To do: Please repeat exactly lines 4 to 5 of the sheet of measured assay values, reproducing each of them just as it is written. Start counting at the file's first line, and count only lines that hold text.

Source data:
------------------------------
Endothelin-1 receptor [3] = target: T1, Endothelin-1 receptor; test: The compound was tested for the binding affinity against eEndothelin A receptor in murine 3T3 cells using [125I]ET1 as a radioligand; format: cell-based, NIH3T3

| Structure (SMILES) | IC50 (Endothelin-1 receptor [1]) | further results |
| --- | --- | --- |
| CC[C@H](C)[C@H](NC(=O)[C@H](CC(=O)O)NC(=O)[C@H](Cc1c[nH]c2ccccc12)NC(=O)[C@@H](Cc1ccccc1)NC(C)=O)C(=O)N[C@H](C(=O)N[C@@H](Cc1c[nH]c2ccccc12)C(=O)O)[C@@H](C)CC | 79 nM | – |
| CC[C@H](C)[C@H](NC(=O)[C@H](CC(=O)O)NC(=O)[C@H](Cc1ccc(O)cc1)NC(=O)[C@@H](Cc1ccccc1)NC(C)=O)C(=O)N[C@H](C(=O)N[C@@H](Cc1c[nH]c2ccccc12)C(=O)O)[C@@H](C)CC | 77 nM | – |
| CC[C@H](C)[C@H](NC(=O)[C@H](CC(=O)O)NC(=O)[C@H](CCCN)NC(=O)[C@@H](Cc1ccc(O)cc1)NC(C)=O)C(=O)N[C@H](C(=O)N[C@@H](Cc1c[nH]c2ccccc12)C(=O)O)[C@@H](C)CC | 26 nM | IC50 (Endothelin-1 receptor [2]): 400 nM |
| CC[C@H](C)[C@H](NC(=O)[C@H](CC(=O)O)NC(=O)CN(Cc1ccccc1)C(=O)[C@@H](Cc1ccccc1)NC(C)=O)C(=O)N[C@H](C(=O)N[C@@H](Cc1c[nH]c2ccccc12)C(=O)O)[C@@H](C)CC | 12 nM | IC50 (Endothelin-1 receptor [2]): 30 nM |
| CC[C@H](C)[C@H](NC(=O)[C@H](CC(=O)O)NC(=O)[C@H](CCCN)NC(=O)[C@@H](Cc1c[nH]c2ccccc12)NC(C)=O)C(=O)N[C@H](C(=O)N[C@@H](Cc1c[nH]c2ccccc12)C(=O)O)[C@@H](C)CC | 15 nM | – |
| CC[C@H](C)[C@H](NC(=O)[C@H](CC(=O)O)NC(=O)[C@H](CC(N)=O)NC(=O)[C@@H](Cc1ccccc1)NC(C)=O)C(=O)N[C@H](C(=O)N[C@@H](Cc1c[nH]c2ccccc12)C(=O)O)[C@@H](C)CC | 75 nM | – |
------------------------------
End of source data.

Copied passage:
| CC[C@H](C)[C@H](NC(=O)[C@H](CC(=O)O)NC(=O)[C@H](Cc1c[nH]c2ccccc12)NC(=O)[C@@H](Cc1ccccc1)NC(C)=O)C(=O)N[C@H](C(=O)N[C@@H](Cc1c[nH]c2ccccc12)C(=O)O)[C@@H](C)CC | 79 nM | – |
| CC[C@H](C)[C@H](NC(=O)[C@H](CC(=O)O)NC(=O)[C@H](Cc1ccc(O)cc1)NC(=O)[C@@H](Cc1ccccc1)NC(C)=O)C(=O)N[C@H](C(=O)N[C@@H](Cc1c[nH]c2ccccc12)C(=O)O)[C@@H](C)CC | 77 nM | – |